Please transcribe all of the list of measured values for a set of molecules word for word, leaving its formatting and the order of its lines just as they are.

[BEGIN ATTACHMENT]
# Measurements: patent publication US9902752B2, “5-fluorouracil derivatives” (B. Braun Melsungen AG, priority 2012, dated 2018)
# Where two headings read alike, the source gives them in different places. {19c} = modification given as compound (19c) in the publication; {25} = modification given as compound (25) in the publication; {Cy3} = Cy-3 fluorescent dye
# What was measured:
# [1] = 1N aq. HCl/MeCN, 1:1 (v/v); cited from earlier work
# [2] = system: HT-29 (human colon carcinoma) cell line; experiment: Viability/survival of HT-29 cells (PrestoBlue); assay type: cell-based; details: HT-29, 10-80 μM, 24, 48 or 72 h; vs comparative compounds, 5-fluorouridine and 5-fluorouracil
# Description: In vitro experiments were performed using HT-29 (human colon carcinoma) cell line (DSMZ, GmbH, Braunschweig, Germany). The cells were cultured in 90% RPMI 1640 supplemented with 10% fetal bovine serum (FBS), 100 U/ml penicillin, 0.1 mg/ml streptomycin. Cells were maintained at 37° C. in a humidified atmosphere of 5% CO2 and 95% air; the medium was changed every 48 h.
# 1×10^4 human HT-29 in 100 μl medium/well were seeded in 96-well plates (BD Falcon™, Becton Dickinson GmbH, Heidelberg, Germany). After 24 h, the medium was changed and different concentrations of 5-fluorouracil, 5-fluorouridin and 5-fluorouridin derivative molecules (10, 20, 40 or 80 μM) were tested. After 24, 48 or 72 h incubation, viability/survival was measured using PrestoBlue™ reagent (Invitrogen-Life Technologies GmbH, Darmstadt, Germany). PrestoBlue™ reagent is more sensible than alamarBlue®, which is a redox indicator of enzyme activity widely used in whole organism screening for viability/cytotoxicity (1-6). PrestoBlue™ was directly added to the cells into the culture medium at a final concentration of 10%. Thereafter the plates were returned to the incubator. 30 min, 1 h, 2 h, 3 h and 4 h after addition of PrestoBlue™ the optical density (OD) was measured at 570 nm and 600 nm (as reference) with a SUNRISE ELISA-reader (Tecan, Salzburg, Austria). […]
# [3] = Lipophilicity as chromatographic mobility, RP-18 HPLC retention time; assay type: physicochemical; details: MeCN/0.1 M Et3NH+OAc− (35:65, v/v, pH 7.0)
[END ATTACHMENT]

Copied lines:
# Measurements: patent publication US9902752B2, “5-fluorouracil derivatives” (B. Braun Melsungen AG, priority 2012, dated 2018)
# Where two headings read alike, the source gives them in different places. {19c} = modification given as compound (19c) in the publication; {25} = modification given as compound (25) in the publication; {Cy3} = Cy-3 fluorescent dye
# What was measured:
# [1] = 1N aq. HCl/MeCN, 1:1 (v/v); cited from earlier work
# [2] = system: HT-29 (human colon carcinoma) cell line; experiment: Viability/survival of HT-29 cells (PrestoBlue); assay type: cell-based; details: HT-29, 10-80 μM, 24, 48 or 72 h; vs comparative compounds, 5-fluorouridine and 5-fluorouracil
# Description: In vitro experiments were performed using HT-29 (human colon carcinoma) cell line (DSMZ, GmbH, Braunschweig, Germany). The cells were cultured in 90% RPMI 1640 supplemented with 10% fetal bovine serum (FBS), 100 U/ml penicillin, 0.1 mg/ml streptomycin. Cells were maintained at 37° C. in a humidified atmosphere of 5% CO2 and 95% air; the medium was changed every 48 h.
# 1×10^4 human HT-29 in 100 μl medium/well were seeded in 96-well plates (BD Falcon™, Becton Dickinson GmbH, Heidelberg, Germany). After 24 h, the medium was changed and different concentrations of 5-fluorouracil, 5-fluorouridin and 5-fluorouridin derivative molecules (10, 20, 40 or 80 μM) were tested. After 24, 48 or 72 h incubation, viability/survival was measured using PrestoBlue™ reagent (Invitrogen-Life Technologies GmbH, Darmstadt, Germany). PrestoBlue™ reagent is more sensible than alamarBlue®, which is a redox indicator of enzyme activity widely used in whole organism screening for viability/cytotoxicity (1-6). PrestoBlue™ was directly added to the cells into the culture medium at a final concentration of 10%. Thereafter the plates were returned to the incubator. 30 min, 1 h, 2 h, 3 h and 4 h after addition of PrestoBlue™ the optical density (OD) was measured at 570 nm and 600 nm (as reference) with a SUNRISE ELISA-reader (Tecan, Salzburg, Austria). […]
# [3] = Lipophilicity as chromatographic mobility, RP-18 HPLC retention time; assay type: physicochemical; details: MeCN/0.1 M Et3NH+OAc− (35:65, v/v, pH 7.0)